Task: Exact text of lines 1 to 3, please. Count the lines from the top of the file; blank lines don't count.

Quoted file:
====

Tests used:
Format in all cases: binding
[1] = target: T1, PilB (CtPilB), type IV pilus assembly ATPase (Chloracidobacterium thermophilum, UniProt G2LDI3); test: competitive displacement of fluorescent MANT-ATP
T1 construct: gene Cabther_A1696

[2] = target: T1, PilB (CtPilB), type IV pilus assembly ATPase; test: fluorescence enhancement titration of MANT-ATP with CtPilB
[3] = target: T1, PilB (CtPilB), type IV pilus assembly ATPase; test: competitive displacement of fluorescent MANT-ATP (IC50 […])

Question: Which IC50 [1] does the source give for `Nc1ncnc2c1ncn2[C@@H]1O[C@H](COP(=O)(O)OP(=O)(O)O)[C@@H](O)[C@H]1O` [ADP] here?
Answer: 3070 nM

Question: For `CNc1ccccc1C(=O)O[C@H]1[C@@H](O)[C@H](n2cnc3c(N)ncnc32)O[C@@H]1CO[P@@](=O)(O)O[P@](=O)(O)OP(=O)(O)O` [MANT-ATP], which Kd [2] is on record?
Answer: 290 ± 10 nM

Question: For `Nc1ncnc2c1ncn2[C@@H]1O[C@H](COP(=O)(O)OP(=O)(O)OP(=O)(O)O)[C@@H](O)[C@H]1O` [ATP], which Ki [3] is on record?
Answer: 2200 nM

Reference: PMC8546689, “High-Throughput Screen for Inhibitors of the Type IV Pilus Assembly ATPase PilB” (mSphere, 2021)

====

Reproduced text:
Tests used:
Format in all cases: binding
[1] = target: T1, PilB (CtPilB), type IV pilus assembly ATPase (Chloracidobacterium thermophilum, UniProt G2LDI3); test: competitive displacement of fluorescent MANT-ATP